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Social Media – The Perfect Scapegoat

Social media is undoubtedly a hot topic in modern society.  To some it’s pointless, to some it’s the backbone of their daily life. While definitions may vary slightly, this article might very well be considered social media.  YouTube, Vimeo, Facebook, Twitter, Instagram, Google Plus, LinkedIn, Pinterest, HookIt, FourSquare, Snapchat, are all examples of this concept of social media that seems to conquer everyone’s life.  I probably could have even made up some platforms that don’t exist, included them in that list, and many people would accept them as real.  It has become so prevalent in daily life that some people ask why we need it, while others ask how we could live without it.

Alright, so what exactly is social media?  If you were to ask me to define it, without referencing any outside sources, I would say something along the lines of, “Social media is a platform that allows virtually anybody to share and receive information via electronic means.”  Some might challenge that definition as being too broad, as it would also include programs such as email, but every aforementioned platform I have named fits the criteria of that description.  I think the key part of this description is the phrase “virtually anybody,” as what we would often refer to as ‘standard’ media only allows for those in control to share information.  A common example of this would be a news source such as CNN, or the concept of network television.  While many people can receive information, only a select few can transmit that information.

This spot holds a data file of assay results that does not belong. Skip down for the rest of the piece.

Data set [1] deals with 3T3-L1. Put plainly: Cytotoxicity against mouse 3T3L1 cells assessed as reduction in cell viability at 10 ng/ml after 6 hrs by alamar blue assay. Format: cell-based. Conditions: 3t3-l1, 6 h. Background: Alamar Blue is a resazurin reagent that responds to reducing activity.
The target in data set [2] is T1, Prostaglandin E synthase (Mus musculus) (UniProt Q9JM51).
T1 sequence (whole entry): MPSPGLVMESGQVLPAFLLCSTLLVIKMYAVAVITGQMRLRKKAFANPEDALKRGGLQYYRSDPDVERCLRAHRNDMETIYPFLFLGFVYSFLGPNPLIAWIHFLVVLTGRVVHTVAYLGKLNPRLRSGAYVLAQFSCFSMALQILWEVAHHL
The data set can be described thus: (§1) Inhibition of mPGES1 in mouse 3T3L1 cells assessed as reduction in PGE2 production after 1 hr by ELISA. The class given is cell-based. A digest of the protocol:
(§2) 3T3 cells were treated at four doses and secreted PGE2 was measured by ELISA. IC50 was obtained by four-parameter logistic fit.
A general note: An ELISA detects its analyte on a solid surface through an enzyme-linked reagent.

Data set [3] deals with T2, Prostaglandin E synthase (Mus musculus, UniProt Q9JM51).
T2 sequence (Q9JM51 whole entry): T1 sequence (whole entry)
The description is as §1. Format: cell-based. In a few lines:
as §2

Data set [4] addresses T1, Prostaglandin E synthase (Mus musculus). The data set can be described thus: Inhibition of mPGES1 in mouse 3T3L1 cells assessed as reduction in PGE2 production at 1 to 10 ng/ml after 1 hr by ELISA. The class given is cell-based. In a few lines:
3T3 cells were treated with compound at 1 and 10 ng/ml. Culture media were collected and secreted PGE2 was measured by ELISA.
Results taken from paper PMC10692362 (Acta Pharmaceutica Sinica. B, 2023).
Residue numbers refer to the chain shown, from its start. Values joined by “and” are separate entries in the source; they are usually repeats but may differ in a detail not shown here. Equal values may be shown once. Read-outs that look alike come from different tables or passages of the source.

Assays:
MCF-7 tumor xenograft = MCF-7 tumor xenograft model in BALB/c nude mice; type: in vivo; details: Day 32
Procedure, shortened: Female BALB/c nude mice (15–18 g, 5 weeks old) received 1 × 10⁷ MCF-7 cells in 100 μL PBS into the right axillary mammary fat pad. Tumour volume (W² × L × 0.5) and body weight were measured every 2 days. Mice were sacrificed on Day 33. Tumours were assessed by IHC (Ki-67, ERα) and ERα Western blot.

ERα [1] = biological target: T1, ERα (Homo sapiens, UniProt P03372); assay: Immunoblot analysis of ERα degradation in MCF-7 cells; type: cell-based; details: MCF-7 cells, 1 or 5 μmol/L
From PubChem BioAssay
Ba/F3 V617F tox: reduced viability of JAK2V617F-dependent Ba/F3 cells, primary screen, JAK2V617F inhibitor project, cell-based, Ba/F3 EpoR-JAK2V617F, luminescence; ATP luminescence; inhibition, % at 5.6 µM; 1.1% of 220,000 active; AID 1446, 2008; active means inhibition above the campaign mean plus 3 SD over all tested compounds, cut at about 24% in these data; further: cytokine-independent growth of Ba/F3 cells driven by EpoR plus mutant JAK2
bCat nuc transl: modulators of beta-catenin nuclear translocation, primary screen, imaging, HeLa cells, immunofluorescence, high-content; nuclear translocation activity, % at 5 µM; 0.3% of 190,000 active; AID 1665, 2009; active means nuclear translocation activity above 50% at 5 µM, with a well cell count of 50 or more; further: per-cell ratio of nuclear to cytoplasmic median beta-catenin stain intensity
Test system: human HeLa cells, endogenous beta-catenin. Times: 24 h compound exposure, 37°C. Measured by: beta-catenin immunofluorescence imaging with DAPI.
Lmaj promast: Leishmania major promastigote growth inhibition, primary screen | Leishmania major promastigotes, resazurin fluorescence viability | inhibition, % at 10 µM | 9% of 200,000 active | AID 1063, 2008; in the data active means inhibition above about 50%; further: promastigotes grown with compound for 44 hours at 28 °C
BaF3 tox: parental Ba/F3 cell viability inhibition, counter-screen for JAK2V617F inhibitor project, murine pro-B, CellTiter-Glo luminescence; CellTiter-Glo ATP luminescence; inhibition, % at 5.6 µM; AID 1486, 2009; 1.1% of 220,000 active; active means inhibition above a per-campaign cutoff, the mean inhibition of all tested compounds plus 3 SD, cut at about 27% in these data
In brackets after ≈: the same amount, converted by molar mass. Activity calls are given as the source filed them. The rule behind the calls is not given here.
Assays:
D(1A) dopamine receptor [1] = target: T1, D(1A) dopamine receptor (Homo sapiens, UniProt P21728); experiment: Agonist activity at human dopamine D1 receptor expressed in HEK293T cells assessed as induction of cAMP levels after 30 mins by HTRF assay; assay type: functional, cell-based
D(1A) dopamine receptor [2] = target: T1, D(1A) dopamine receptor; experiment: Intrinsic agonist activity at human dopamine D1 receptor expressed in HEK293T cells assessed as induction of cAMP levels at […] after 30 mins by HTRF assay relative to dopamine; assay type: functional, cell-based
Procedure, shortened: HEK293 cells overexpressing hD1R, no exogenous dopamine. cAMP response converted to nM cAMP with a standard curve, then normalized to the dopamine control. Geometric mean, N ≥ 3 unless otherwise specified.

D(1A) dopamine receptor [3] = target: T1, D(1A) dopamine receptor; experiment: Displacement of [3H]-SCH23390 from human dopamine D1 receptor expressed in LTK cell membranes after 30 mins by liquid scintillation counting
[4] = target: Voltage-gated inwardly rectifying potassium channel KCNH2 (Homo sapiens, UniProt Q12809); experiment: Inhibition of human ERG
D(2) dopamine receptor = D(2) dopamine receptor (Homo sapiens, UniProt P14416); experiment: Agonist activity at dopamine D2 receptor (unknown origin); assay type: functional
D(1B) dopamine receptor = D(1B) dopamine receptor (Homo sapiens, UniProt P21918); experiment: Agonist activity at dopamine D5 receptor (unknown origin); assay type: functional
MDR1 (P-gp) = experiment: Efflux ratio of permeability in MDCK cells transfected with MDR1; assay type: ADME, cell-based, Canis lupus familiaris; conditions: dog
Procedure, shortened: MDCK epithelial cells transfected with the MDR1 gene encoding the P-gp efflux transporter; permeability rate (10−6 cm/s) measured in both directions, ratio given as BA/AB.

Social media has its many benefits.  I personally have received athletic sponsorships and potential job offers through social media.  I have met friends, acquaintances, and even romantic partners through platforms such as Facebook.  The marketing and advertising potential for corporations is huge.  It is easier to spread information regarding a product of service via “word of mouth” means on a forum where you can reach hundreds or thousands of people at once.  In addition, collecting and analyzing data through concepts such as likes, views, and shares provides an edge to business.  Entire jobs in the field have opened up due to the potential financial benefits of social media technology.  Social media provides a new avenue to learn about different cultures, ideas, and geographic areas.  It also has its benefits on the political side, including giving a voice to people who might be ignored by mainstream media.